One of the most notorious women in English history and her son, the model of a medieval monarch
Isabella was the daughter of Philip IV of France. She married Edward II of England in 1308, with whom she had a son, the later Edward III, in 1312.
The so-called She-Wolf of France, Isabella led an invasion of England that ultimately resulted in the deposition of her king and husband, Edward II, in January 1327 – the first ever abdication of a king in England. She became queen of England through marriage to Edward in February 1308. Edward was not a devoted husband, spending more time with his male favourites – first Piers Gaveston and then later Hugh Despenser.
Isabella returned to France, falling for the dashing Roger Mortimer, a powerful lord from the Welsh borders. In September 1326, they returned to England with an army to depose Edward II. The people of London rose in support of the queen, and Edward fled. After wandering helplessly for some weeks in Wales, the king was taken prisoner and was compelled to abdicate in favour of his son. He died less than a year later in captivity – some say murdered on the orders of Isabella and Mortimer by having a red-hot poker inserted somewhere rather painful.
Young Edward was installed as king aged just 14 with his mother and her lover acting as his advisers and de facto rulers of the country. Nottingham was one of their favourite castles and it was here that their three-year proxy-reign came to an end, slightly ironically considering how Edward II was possibly dispatched, via an unguarded dark hole beneath them.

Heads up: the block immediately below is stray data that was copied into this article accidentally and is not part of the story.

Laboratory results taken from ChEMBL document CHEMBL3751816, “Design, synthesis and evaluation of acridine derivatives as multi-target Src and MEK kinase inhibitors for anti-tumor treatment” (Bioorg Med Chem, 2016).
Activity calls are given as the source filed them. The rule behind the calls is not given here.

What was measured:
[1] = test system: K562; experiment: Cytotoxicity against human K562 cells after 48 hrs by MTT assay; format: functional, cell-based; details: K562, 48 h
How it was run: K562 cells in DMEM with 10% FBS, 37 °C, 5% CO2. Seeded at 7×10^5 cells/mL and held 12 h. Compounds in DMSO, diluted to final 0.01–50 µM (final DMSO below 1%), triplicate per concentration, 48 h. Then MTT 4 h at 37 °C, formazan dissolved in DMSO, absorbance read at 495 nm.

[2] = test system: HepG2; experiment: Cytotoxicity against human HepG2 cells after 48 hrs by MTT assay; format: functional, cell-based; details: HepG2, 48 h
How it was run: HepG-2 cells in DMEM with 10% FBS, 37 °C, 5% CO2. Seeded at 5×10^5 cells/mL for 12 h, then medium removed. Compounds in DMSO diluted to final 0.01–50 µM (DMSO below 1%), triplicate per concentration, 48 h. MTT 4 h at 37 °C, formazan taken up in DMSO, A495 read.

On the 19th October 1330, a small group of heavily armed supporters of the king stormed Nottingham Castle using the caves beneath the building. They captured Queen Isabella and Mortimer whilst still in their bed! Mortimer’s best-friend, the Bishop of Lincoln, was found trying to escape down a privy chute (a medieval toilet!). Mortimer was tied up and bundled out of the Castle through the caves to be taken to London and executed! After this night, Edward could be king in his own right without interference.
Edward III would often return to Nottingham, holding Parliament here in 1337. It was here he passed the sumptuary laws, which controlled who could wear certain types of cloth or fur based on their social class and forbade the wearing of foreign made clothes!
Connection: Isabella and Edward both regularly stayed at Nottingham Castle, including on the bloody night of 19th October 1330…
Born: Isabella – between May and November 1295 & Edward – 13th November 1312
Died: Isabella – 22nd August 1358 & Edward – 21st June 1377
Did you know? It was during Edward’s reign that we get the earliest mention of the name Robin Hood, which appears in the poem The Vision of Piers Plowman by William Langland around 1377. A long ballad, Piers Plowman was a protest against the harsh conditions endured by the poor in the Fourteenth Century. It includes the line: “I do know rhymes of Robin Hood”.